A Trusted Friend in a Complicated World

13 Etiquette Rules You Need to Know Before You Book a Spa Day

To bare or not to bare? Is saying “Ouch!” considered rude? Does the treatment room have to be so cold? Your spa etiquette questions, answered.

1 / 13

Should I eat something before my appointment?

Yes, a light meal will keep you from passing out, but you don’t want to be too full. Avoid rich foods and high caloric meals.

2 / 13

What about drinking?

Definitely don’t get your booze on before the spa. For one thing, you’ll get too dehydrated, and you probably won’t fully appreciate the experience since alcohol drains energy. Stick with water, but not so much that you keep running to the bathroom.

3 / 13

Should I be concerned about my breath?

No offense, but yes, as a common courtesy. On the way to the spa, chew mint gum or try one of these other bad breath remedies so you don’t smell like your lunch the entire time. Your massage therapist will appreciate it, too.

4 / 13

Do I need to shave?

It depends. For guys getting a facial, shave the night before so your skin is less sensitive. Luckily for you ladies, there’s no need to shave your legs (or anything else) for any treatment.

5 / 13

How early should I get to the spa?

You should plan on arriving 30 minutes before your appointment. That gives you time to check in, shower off, and let the relaxation begin.

6 / 13

Wait, I need to shower?

Just a quick rinse so you don’t smell. Pay special attention to your feet. The International Spa Association even recommends spending time in a steam room or sauna before massages and body treatments to loosen muscles and improve circulation (but not before getting waxed, as that could hurt your skin). Just don’t overly cleanse; the therapists want to see your real skin so they know what they’re working with.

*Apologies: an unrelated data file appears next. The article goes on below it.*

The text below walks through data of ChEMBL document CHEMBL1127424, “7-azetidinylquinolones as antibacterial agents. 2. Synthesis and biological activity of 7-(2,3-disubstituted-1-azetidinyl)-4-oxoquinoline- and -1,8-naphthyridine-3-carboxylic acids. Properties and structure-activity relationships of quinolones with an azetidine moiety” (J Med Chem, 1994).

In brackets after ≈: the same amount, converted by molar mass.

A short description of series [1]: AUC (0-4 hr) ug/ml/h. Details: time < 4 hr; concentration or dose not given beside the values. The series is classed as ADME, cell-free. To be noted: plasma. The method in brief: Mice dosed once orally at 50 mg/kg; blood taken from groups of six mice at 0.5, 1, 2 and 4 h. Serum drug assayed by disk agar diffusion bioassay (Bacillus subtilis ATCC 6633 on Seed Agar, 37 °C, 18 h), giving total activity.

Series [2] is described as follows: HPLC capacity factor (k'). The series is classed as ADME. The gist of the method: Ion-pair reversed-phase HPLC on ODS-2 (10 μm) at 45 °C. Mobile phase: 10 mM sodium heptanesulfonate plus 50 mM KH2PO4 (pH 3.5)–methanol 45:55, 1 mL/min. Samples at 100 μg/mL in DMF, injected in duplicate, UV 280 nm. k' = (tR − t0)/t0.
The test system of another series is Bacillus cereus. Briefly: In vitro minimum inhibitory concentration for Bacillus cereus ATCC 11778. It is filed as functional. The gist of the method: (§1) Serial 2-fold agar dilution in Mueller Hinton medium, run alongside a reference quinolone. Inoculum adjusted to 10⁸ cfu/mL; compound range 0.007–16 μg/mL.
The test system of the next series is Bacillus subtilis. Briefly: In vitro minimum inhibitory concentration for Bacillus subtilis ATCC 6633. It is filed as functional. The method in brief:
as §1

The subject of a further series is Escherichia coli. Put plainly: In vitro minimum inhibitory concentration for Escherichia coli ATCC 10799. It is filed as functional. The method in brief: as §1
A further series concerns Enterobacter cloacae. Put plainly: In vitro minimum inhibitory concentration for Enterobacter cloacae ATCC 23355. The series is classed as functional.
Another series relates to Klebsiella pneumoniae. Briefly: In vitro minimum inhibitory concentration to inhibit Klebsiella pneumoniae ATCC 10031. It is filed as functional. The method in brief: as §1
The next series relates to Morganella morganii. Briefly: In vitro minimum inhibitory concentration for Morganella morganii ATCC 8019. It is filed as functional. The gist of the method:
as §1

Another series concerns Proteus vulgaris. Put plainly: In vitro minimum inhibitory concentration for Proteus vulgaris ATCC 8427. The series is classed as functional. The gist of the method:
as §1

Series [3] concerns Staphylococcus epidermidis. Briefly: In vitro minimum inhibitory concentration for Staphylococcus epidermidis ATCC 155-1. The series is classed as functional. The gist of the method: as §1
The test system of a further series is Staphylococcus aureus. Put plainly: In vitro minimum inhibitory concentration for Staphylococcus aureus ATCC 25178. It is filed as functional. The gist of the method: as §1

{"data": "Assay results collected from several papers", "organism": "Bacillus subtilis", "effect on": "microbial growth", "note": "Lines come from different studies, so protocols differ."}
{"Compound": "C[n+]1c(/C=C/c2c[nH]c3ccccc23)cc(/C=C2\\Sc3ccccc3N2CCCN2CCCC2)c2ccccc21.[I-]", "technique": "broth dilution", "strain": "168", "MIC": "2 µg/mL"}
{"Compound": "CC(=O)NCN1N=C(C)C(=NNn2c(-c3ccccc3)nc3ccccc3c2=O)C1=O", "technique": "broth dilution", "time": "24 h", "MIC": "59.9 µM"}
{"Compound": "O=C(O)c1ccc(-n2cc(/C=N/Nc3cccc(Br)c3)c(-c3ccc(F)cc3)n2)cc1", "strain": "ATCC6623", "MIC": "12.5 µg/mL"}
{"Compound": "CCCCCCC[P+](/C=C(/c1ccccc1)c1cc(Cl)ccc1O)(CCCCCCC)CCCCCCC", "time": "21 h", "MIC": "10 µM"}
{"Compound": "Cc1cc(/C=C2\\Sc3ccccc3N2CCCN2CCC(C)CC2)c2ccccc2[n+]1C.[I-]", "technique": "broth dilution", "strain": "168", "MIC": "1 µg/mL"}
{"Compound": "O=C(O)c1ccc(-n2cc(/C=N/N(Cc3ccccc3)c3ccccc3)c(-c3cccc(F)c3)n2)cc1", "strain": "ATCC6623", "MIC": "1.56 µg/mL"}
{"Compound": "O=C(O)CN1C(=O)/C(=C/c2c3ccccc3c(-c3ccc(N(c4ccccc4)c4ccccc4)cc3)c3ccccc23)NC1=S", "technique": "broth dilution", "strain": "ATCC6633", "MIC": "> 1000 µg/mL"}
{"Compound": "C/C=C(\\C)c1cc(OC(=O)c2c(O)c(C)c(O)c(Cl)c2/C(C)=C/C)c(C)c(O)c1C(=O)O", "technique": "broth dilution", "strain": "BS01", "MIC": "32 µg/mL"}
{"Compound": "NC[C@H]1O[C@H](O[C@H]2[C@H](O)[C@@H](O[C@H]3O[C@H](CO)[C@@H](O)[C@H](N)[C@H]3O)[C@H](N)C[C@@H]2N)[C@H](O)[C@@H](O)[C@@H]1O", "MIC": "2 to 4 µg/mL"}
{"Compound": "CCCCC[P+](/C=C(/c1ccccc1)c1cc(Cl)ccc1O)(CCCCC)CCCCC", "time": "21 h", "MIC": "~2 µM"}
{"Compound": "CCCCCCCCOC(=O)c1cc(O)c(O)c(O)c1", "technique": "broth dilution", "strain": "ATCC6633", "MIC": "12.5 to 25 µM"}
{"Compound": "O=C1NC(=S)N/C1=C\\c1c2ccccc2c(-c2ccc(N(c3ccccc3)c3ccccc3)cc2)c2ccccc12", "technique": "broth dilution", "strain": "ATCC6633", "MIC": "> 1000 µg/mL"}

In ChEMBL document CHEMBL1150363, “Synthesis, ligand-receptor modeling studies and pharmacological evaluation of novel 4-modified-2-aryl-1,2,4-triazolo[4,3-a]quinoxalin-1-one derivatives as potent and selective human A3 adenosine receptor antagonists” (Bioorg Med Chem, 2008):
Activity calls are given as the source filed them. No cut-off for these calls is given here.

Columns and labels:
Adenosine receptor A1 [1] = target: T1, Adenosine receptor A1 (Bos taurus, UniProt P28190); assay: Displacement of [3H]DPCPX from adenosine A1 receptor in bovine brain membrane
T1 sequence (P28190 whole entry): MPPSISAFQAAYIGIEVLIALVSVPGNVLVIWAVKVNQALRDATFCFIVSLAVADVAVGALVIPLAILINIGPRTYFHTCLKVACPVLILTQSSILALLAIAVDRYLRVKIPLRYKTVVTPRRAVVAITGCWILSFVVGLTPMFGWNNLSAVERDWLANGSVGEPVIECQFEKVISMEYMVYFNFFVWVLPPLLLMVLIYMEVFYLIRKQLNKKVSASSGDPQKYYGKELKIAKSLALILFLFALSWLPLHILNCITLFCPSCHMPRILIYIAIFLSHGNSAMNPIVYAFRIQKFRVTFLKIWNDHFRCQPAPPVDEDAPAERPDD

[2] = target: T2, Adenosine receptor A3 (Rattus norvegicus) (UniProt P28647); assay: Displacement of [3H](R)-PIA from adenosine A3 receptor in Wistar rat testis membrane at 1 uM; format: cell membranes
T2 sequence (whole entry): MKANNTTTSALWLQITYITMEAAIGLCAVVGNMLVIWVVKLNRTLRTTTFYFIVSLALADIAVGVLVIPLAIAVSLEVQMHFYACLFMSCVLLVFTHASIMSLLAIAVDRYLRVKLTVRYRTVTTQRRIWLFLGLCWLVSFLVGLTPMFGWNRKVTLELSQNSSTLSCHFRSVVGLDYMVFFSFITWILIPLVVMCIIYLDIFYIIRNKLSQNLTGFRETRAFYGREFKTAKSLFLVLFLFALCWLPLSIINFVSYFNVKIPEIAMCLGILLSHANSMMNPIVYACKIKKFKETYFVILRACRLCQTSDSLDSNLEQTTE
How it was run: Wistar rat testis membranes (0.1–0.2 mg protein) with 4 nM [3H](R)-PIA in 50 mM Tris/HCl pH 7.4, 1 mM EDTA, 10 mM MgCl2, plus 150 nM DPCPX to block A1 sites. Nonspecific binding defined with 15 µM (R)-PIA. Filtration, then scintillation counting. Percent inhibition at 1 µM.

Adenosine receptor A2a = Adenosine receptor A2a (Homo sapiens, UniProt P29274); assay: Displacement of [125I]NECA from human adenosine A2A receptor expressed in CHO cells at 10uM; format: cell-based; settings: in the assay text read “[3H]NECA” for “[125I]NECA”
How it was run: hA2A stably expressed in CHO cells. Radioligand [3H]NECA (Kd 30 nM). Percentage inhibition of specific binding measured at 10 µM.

7 / 13

Can I use the bathroom during the treatment?

Yes, but it’s inconvenient for the therapist to stop. Make sure you take care of business beforehand.

8 / 13

Should I take everything off?

Yes, as long as you’re comfortable doing that. Some people do leave underwear on, but it could get greasy from the oils. You’ll also need to take off any and all jewelry.

9 / 13

Do I need to keep my eyes open?

Please don’t. You could get products in your eyes. Plus, keeping them closed relaxes the muscles in your head.

10 / 13

Is there anything I should tell my therapist before the treatment starts?

For your safety, let your technicians know about any injuries or medical issues, especially circulatory problems like a blood clot. Also notify them if you’re going to an event later that day. Then they’ll avoid procedures that will leave marks, like cupping, and ones that make your skin purge. (This is when new pimples suddenly appear as the result of a cleansing product. Eventually, they disappear and leave your skin looking better than before the treatment.)

11 / 13

Am I allowed to talk during this?

You can definitely speak up if something hurts or feels uncomfortable, or even if you want to change the music or temperature. Spa technicians are there to make you feel as relaxed and rejuvenated as possible, so they’re more than willing to change up what they’re doing to fit your needs. However, they aren’t there to listen to your complaints about traffic or how your boyfriend is getting on your nerves. Mindless ranting is counter-productive to relaxation.

12 / 13

Do I need to buy the products my therapist recommends?

Not at all. The employees get paid to try to sell the spa’s products, but don’t feel pressured to buy anything you don’t want. If that happens, politely decline with “Thank you, but the massage was enough for me.” Besides, there are other ways to relax at home.

13 / 13

How much should I tip?

An appropriate tip is 20 percent of the full service price, even if you bought the treatment at a discount. Be sure to tip in cash, otherwise the technician won’t get it until his or her next paycheck comes.